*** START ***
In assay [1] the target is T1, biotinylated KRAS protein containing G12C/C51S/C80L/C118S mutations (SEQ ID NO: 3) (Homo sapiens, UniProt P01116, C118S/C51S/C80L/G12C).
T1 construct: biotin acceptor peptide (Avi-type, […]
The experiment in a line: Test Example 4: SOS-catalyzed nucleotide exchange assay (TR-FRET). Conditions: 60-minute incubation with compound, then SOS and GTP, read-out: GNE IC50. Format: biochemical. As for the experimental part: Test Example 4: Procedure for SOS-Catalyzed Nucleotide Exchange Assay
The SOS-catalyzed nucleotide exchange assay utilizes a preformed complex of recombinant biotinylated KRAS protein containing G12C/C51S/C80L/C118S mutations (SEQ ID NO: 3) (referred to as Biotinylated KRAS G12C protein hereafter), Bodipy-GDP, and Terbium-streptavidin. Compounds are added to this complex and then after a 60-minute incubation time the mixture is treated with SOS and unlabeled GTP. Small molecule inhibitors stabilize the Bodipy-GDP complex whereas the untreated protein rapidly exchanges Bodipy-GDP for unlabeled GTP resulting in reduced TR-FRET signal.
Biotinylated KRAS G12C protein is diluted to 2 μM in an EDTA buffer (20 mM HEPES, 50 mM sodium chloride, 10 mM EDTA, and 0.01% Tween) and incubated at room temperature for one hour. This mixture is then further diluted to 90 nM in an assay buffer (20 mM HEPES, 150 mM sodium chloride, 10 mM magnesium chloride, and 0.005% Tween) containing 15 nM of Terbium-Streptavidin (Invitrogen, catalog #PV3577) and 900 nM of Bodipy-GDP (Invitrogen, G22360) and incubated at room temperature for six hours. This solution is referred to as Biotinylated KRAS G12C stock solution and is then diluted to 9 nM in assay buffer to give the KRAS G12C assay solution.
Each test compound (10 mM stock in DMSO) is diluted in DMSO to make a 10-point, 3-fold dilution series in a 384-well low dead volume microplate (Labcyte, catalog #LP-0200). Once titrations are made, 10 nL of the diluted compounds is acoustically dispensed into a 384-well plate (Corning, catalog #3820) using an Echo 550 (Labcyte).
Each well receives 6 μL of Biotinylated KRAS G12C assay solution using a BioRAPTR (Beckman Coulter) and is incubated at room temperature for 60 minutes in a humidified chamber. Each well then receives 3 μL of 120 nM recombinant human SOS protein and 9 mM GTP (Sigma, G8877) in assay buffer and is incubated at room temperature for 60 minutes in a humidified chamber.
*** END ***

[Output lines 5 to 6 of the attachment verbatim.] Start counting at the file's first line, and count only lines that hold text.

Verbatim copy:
Biotinylated KRAS G12C protein is diluted to 2 μM in an EDTA buffer (20 mM HEPES, 50 mM sodium chloride, 10 mM EDTA, and 0.01% Tween) and incubated at room temperature for one hour. This mixture is then further diluted to 90 nM in an assay buffer (20 mM HEPES, 150 mM sodium chloride, 10 mM magnesium chloride, and 0.005% Tween) containing 15 nM of Terbium-Streptavidin (Invitrogen, catalog #PV3577) and 900 nM of Bodipy-GDP (Invitrogen, G22360) and incubated at room temperature for six hours. This solution is referred to as Biotinylated KRAS G12C stock solution and is then diluted to 9 nM in assay buffer to give the KRAS G12C assay solution.
Each test compound (10 mM stock in DMSO) is diluted in DMSO to make a 10-point, 3-fold dilution series in a 384-well low dead volume microplate (Labcyte, catalog #LP-0200). Once titrations are made, 10 nL of the diluted compounds is acoustically dispensed into a 384-well plate (Corning, catalog #3820) using an Echo 550 (Labcyte).